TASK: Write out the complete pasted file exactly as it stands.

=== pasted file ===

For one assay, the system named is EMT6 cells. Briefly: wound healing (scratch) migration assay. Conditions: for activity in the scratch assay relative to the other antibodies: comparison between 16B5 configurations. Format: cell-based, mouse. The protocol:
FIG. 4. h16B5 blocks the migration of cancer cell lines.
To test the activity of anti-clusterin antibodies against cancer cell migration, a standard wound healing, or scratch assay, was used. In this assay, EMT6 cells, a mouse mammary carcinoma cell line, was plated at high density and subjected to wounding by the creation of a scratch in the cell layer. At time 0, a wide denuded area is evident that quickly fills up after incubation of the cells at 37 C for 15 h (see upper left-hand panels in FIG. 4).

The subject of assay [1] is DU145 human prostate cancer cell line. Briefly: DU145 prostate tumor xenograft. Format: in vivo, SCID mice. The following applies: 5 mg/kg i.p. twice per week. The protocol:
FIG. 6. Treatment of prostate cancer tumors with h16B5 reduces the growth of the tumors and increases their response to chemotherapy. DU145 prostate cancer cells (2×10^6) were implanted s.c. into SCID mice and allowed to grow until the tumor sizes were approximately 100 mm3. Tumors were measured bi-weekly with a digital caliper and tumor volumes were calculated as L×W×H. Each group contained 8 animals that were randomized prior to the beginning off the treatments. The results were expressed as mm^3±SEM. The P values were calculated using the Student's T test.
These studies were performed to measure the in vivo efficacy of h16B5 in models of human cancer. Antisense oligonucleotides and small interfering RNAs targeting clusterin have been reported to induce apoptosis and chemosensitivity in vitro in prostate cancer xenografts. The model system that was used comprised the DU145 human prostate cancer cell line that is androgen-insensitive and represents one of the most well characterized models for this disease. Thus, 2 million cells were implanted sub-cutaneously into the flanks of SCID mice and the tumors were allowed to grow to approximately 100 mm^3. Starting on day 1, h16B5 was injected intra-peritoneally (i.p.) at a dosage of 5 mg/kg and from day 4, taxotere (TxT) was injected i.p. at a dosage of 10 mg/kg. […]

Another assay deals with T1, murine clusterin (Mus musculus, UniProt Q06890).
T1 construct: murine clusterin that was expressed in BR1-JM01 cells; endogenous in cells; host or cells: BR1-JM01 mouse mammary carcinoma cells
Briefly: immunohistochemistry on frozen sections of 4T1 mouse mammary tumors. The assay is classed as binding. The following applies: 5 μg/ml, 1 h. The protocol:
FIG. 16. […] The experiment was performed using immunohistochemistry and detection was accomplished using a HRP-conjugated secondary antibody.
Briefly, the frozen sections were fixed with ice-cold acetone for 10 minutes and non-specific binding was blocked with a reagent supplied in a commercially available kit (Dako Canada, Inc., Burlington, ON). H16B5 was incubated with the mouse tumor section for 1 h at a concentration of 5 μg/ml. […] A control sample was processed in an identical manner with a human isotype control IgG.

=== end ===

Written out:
For one assay, the system named is EMT6 cells. Briefly: wound healing (scratch) migration assay. Conditions: for activity in the scratch assay relative to the other antibodies: comparison between 16B5 configurations. Format: cell-based, mouse. The protocol:
FIG. 4. h16B5 blocks the migration of cancer cell lines.
To test the activity of anti-clusterin antibodies against cancer cell migration, a standard wound healing, or scratch assay, was used. In this assay, EMT6 cells, a mouse mammary carcinoma cell line, was plated at high density and subjected to wounding by the creation of a scratch in the cell layer. At time 0, a wide denuded area is evident that quickly fills up after incubation of the cells at 37 C for 15 h (see upper left-hand panels in FIG. 4).

The subject of assay [1] is DU145 human prostate cancer cell line. Briefly: DU145 prostate tumor xenograft. Format: in vivo, SCID mice. The following applies: 5 mg/kg i.p. twice per week. The protocol:
FIG. 6. Treatment of prostate cancer tumors with h16B5 reduces the growth of the tumors and increases their response to chemotherapy. DU145 prostate cancer cells (2×10^6) were implanted s.c. into SCID mice and allowed to grow until the tumor sizes were approximately 100 mm3. Tumors were measured bi-weekly with a digital caliper and tumor volumes were calculated as L×W×H. Each group contained 8 animals that were randomized prior to the beginning off the treatments. The results were expressed as mm^3±SEM. The P values were calculated using the Student's T test.
These studies were performed to measure the in vivo efficacy of h16B5 in models of human cancer. Antisense oligonucleotides and small interfering RNAs targeting clusterin have been reported to induce apoptosis and chemosensitivity in vitro in prostate cancer xenografts. The model system that was used comprised the DU145 human prostate cancer cell line that is androgen-insensitive and represents one of the most well characterized models for this disease. Thus, 2 million cells were implanted sub-cutaneously into the flanks of SCID mice and the tumors were allowed to grow to approximately 100 mm^3. Starting on day 1, h16B5 was injected intra-peritoneally (i.p.) at a dosage of 5 mg/kg and from day 4, taxotere (TxT) was injected i.p. at a dosage of 10 mg/kg. […]

Another assay deals with T1, murine clusterin (Mus musculus, UniProt Q06890).
T1 construct: murine clusterin that was expressed in BR1-JM01 cells; endogenous in cells; host or cells: BR1-JM01 mouse mammary carcinoma cells
Briefly: immunohistochemistry on frozen sections of 4T1 mouse mammary tumors. The assay is classed as binding. The following applies: 5 μg/ml, 1 h. The protocol:
FIG. 16. […] The experiment was performed using immunohistochemistry and detection was accomplished using a HRP-conjugated secondary antibody.
Briefly, the frozen sections were fixed with ice-cold acetone for 10 minutes and non-specific binding was blocked with a reagent supplied in a commercially available kit (Dako Canada, Inc., Burlington, ON). H16B5 was incubated with the mouse tumor section for 1 h at a concentration of 5 μg/ml. […] A control sample was processed in an identical manner with a human isotype control IgG.